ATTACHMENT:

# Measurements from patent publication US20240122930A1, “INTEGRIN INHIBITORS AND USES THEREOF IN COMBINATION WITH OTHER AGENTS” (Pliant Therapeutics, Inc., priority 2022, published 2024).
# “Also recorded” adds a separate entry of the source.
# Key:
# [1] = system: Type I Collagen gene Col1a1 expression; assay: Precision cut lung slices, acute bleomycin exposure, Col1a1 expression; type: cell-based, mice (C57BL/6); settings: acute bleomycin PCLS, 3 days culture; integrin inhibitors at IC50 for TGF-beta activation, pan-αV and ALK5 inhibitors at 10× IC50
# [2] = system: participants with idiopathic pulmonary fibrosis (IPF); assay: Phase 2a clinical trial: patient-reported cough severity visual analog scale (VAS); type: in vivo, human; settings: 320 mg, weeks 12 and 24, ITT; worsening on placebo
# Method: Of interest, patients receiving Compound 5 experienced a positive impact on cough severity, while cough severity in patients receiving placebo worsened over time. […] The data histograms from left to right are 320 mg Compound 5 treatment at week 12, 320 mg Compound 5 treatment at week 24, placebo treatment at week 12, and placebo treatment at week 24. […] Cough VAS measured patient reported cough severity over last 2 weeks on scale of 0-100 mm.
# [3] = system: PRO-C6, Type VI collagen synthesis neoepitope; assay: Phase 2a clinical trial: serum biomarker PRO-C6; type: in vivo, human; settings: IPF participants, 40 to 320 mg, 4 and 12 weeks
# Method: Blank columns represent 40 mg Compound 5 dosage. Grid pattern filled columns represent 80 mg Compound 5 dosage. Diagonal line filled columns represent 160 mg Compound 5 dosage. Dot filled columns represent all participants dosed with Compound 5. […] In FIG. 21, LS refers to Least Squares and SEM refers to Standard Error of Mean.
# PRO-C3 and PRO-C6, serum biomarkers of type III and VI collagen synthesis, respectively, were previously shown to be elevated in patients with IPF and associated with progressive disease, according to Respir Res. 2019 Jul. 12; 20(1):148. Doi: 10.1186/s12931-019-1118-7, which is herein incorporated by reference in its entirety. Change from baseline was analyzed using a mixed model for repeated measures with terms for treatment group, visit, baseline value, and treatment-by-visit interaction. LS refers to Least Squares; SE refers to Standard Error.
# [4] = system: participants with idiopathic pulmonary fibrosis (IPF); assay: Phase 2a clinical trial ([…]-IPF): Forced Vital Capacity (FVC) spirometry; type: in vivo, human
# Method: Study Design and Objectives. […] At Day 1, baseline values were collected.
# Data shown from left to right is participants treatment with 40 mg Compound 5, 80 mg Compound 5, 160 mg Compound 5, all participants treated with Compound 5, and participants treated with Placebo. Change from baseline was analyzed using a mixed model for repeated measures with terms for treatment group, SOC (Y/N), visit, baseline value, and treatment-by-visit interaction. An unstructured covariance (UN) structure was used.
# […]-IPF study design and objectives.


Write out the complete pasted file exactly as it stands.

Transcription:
# Measurements from patent publication US20240122930A1, “INTEGRIN INHIBITORS AND USES THEREOF IN COMBINATION WITH OTHER AGENTS” (Pliant Therapeutics, Inc., priority 2022, published 2024).
# “Also recorded” adds a separate entry of the source.
# Key:
# [1] = system: Type I Collagen gene Col1a1 expression; assay: Precision cut lung slices, acute bleomycin exposure, Col1a1 expression; type: cell-based, mice (C57BL/6); settings: acute bleomycin PCLS, 3 days culture; integrin inhibitors at IC50 for TGF-beta activation, pan-αV and ALK5 inhibitors at 10× IC50
# [2] = system: participants with idiopathic pulmonary fibrosis (IPF); assay: Phase 2a clinical trial: patient-reported cough severity visual analog scale (VAS); type: in vivo, human; settings: 320 mg, weeks 12 and 24, ITT; worsening on placebo
# Method: Of interest, patients receiving Compound 5 experienced a positive impact on cough severity, while cough severity in patients receiving placebo worsened over time. […] The data histograms from left to right are 320 mg Compound 5 treatment at week 12, 320 mg Compound 5 treatment at week 24, placebo treatment at week 12, and placebo treatment at week 24. […] Cough VAS measured patient reported cough severity over last 2 weeks on scale of 0-100 mm.
# [3] = system: PRO-C6, Type VI collagen synthesis neoepitope; assay: Phase 2a clinical trial: serum biomarker PRO-C6; type: in vivo, human; settings: IPF participants, 40 to 320 mg, 4 and 12 weeks
# Method: Blank columns represent 40 mg Compound 5 dosage. Grid pattern filled columns represent 80 mg Compound 5 dosage. Diagonal line filled columns represent 160 mg Compound 5 dosage. Dot filled columns represent all participants dosed with Compound 5. […] In FIG. 21, LS refers to Least Squares and SEM refers to Standard Error of Mean.
# PRO-C3 and PRO-C6, serum biomarkers of type III and VI collagen synthesis, respectively, were previously shown to be elevated in patients with IPF and associated with progressive disease, according to Respir Res. 2019 Jul. 12; 20(1):148. Doi: 10.1186/s12931-019-1118-7, which is herein incorporated by reference in its entirety. Change from baseline was analyzed using a mixed model for repeated measures with terms for treatment group, visit, baseline value, and treatment-by-visit interaction. LS refers to Least Squares; SE refers to Standard Error.
# [4] = system: participants with idiopathic pulmonary fibrosis (IPF); assay: Phase 2a clinical trial ([…]-IPF): Forced Vital Capacity (FVC) spirometry; type: in vivo, human
# Method: Study Design and Objectives. […] At Day 1, baseline values were collected.
# Data shown from left to right is participants treatment with 40 mg Compound 5, 80 mg Compound 5, 160 mg Compound 5, all participants treated with Compound 5, and participants treated with Placebo. Change from baseline was analyzed using a mixed model for repeated measures with terms for treatment group, SOC (Y/N), visit, baseline value, and treatment-by-visit interaction. An unstructured covariance (UN) structure was used.
# […]-IPF study design and objectives.